Among the many hundreds of Yellow-rumped Warblers, this one stood out due to the amount of yellow scattered across its breast, as well as a few traces on its back and rump (see other photos).  Although there was some speculation of it being a hybrid, most seem to think it is just a matter of atypical pigmentation.
(Photo by Simon Duval)


Speaking of unusual patterns, this one isn't atypical for the bird in question, it just isn't one we see very often at MBO.  Try to figure out what it is; the identity will be revealed further on in the report.
(Photo by Simon Duval)

Despite the flurry of banding activity this week, lots of observations were also made, including a total of 54 species on October 2, which is the greatest diversity of any day so far this fall, and not likely to be topped, since our peak is usually earlier in the season.  Despite that, the total of 68 species observed for the week was still well below the 71 to 79 in previous years.  Among this week's birds were five seen for the first time this fall, bringing the cumulative total for the season to 126, well within the range of 125 to 128 species by the end of week 9 in four of the five previous years (though lower than the 132 recorded in 2007).  The newly observed species were Snow Goose, Common Merganser, Common Loon, Great Horned Owl, and a couple of unusually early Fox Sparrows; the owl and merganser were also new records for 2010.  Purple Finch was banded for the first time this year, and we also finally had our first House Wren of fall, presumably one of the local breeders that has just managed to avoid the nets until now.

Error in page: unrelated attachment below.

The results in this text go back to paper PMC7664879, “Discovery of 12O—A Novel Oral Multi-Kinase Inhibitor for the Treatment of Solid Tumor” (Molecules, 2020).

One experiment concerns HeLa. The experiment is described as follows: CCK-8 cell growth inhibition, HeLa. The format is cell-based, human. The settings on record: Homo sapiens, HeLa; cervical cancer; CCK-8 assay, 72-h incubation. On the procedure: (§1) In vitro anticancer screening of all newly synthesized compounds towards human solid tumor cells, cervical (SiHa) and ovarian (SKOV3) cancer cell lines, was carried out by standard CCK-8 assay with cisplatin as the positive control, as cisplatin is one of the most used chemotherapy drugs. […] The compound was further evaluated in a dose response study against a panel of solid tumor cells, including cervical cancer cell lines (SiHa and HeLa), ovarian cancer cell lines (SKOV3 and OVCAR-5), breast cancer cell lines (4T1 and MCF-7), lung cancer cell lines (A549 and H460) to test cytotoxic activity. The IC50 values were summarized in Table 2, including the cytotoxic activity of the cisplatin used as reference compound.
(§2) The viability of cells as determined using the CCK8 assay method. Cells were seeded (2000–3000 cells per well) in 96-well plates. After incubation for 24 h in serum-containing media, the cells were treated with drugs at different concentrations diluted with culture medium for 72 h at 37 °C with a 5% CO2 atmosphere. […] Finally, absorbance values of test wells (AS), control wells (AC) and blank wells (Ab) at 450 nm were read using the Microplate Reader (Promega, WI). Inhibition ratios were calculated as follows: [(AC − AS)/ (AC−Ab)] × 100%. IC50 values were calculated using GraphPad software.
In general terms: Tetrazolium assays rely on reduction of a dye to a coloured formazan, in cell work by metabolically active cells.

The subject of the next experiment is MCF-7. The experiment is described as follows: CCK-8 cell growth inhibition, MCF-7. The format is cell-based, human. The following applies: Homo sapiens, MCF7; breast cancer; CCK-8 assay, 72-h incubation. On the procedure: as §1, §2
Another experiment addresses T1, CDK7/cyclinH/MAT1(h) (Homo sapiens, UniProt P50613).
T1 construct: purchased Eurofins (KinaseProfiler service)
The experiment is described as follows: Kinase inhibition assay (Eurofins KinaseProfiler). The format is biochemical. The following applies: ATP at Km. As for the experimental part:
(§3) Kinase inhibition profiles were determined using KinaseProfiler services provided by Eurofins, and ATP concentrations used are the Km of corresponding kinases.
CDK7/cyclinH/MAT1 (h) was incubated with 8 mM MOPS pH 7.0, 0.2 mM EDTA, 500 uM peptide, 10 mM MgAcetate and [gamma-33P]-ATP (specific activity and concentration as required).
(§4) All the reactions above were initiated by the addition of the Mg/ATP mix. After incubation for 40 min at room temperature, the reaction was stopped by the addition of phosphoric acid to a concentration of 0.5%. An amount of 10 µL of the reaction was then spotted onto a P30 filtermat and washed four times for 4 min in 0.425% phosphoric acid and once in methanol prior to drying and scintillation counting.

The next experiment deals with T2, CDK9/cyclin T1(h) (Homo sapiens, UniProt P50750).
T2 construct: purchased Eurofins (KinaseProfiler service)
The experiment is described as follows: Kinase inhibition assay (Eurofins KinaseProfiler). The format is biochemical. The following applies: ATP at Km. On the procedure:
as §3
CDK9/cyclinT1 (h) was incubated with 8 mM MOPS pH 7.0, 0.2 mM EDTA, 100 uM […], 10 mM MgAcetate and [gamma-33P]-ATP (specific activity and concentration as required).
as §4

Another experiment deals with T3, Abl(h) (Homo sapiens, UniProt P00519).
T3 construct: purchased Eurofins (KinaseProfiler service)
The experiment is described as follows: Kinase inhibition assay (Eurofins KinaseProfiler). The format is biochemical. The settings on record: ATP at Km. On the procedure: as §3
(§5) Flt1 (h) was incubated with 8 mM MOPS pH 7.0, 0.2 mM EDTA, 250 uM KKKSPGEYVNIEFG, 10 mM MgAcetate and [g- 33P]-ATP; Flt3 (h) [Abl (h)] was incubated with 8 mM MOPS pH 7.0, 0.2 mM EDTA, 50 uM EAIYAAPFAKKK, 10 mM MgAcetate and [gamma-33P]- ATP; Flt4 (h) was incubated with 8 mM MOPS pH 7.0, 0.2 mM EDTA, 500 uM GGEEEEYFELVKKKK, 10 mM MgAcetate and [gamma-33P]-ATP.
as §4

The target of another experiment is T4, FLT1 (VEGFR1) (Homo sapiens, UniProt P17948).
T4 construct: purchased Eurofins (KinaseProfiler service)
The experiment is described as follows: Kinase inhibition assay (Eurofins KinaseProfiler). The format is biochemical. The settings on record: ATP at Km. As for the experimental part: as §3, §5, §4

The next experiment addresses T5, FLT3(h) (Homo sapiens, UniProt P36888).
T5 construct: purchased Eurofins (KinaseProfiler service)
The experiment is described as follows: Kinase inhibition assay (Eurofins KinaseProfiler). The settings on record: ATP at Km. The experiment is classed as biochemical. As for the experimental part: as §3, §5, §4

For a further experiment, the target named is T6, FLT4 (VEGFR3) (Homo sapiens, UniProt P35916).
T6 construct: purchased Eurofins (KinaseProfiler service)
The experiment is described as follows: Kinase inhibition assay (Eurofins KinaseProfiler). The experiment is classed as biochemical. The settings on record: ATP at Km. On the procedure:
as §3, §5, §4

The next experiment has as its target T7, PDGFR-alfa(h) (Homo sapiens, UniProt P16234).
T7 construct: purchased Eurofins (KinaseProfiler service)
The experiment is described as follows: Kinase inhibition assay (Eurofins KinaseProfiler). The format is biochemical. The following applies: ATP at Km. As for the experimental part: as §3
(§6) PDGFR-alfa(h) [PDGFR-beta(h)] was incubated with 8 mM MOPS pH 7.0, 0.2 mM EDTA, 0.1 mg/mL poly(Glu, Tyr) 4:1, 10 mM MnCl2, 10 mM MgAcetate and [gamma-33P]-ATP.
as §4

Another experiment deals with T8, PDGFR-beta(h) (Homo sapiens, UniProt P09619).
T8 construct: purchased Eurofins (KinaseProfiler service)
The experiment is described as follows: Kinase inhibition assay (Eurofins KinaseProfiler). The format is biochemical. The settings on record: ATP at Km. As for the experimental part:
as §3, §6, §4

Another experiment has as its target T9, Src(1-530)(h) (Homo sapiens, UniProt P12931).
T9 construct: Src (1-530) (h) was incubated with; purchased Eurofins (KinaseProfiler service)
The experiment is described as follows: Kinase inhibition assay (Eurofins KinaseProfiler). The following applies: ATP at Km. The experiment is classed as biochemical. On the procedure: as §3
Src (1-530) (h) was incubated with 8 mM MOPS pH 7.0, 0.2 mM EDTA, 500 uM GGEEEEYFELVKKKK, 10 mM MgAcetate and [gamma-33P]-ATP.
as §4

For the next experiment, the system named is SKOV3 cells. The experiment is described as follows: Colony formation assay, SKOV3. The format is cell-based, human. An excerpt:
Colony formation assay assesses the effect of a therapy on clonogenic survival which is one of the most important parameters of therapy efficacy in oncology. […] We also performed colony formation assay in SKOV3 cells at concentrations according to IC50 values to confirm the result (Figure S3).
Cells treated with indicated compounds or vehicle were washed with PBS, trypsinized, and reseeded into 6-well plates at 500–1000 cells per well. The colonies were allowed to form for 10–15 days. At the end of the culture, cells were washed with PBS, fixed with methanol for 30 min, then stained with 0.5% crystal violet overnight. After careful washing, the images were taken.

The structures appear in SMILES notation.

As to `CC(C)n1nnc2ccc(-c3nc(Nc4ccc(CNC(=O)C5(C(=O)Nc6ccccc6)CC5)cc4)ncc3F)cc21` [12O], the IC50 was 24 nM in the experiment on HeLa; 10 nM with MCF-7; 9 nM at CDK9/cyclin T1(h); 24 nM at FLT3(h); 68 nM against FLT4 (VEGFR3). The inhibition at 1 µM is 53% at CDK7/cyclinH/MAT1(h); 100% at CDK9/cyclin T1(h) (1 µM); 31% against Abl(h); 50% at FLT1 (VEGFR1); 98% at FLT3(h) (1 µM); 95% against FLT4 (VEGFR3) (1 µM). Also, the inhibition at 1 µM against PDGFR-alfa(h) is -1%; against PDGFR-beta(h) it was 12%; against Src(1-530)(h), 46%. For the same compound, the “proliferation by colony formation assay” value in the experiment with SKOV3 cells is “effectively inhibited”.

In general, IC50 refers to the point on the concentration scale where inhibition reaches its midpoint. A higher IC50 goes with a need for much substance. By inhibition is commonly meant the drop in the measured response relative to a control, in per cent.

This week’s top 10   [last year's rank for this week in brackets]

# individuals banded

mean # individuals observed daily

1. Yellow-rumped Warbler (750) [1]

1. Canada Goose (1147.0) [2]

2. Ruby-crowned Kinglet (82) [4]

2. Yellow-rumped Warbler (299.4) [1]

3. White-throated Sparrow (70) [2]

3. White-throated Sparrow (102.7) [5]

4. Nashville Warbler (26) [3]

4. Blue Jay (94.0) [4]

5. Black-capped Chickadee (15) [7]

5. Red-winged Blackbird (91.0) [6]

6. American Goldfinch (14) [-]

6. American Crow (87.0) [3]

7. Magnolia Warbler (11) [7]

7. Ruby-crowned Kinglet (39.7) [-]

8. Golden-crowned Kinglet (10) [-]

8. Black-capped Chickadee (27.7) [8]

8. Common Grackle (10) [-]

9. Common Grackle (25.3) [-]

10. Blue Jay (9) [6]
10. Tennessee Warbler (9) [4]
10. Song Sparrow (9) [9]

9. American Robin (25.3) [9]

For a second week in a row, Yellow-rumped Warbler absolutely dominated the list of birds banded. On each of the five days with good weather, we banded more Yellow-rumped Warblers than we did in the full 2009 fall season!  The next three species on the list shuffled in position from last week, with Ruby-crowned Kinglet jumping into second place (where it has been for week 9 in four of the previous five years), bumping White-throated Sparrow and Nashville down one spot each, and making the top four ranking identical to this week in 2008.  Another 11 Magnolia Warblers this week brought the season total to 258, second only to the 1660 Yellow-rumped Warblers, and just a few short of the high count of 264 set in 2008.  We are likely near the tail end of Tennessee Warbler migration at last, but they still held on in the top ten, increasing their record count for the season to 114.  Blue Jay also dropped into a tie for tenth place, but the 9 additional birds banded this week raised the season total to 36, which is another new record.  Black-capped Chickadees moved up into fifth place, and we have now banded 75 so far this fall, which is unusually high for an "even" year at MBO.